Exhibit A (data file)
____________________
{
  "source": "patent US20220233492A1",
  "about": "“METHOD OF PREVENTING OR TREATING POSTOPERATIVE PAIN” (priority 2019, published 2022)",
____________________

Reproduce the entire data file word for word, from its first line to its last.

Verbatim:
{
  "source": "patent US20220233492A1",
  "about": "“METHOD OF PREVENTING OR TREATING POSTOPERATIVE PAIN” (priority 2019, published 2022)",